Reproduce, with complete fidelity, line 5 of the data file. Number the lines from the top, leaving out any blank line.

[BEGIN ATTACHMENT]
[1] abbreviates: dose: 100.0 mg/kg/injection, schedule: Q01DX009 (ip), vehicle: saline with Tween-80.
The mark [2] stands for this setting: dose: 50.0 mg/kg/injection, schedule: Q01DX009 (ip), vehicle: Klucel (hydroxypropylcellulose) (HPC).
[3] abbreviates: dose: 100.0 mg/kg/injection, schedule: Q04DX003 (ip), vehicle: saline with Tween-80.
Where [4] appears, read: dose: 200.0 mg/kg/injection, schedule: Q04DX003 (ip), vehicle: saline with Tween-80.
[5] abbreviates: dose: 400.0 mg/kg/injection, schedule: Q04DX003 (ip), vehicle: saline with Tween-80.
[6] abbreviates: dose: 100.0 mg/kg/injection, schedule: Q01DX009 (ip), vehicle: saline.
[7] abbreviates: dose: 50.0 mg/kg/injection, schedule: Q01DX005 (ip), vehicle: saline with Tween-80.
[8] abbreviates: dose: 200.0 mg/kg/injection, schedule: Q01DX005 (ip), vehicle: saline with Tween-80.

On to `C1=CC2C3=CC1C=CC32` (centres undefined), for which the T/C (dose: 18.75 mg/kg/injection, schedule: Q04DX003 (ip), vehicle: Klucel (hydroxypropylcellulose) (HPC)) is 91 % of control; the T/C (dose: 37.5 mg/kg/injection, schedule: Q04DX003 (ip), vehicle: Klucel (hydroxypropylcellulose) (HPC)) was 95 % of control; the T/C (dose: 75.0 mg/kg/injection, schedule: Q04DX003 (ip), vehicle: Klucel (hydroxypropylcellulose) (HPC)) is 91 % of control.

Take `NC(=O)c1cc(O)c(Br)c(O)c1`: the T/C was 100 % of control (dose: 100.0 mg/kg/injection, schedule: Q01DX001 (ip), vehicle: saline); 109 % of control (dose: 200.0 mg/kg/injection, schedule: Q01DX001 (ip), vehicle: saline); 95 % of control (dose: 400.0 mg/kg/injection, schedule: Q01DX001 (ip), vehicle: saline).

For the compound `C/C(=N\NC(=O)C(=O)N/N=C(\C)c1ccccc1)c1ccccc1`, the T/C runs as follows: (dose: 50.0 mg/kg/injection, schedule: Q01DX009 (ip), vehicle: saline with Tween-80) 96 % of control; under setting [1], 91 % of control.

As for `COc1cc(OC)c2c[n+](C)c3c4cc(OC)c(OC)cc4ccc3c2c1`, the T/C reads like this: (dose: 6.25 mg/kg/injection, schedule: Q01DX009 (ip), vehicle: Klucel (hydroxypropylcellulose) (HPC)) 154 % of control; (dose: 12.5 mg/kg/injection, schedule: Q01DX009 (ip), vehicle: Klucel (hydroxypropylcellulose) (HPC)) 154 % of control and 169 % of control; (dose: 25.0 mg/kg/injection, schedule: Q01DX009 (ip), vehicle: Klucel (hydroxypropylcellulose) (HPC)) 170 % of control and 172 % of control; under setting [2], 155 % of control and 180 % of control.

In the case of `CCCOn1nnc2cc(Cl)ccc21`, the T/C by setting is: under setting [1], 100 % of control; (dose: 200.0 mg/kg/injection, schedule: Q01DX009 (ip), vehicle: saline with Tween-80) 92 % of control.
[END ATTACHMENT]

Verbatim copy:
[5] abbreviates: dose: 400.0 mg/kg/injection, schedule: Q04DX003 (ip), vehicle: saline with Tween-80.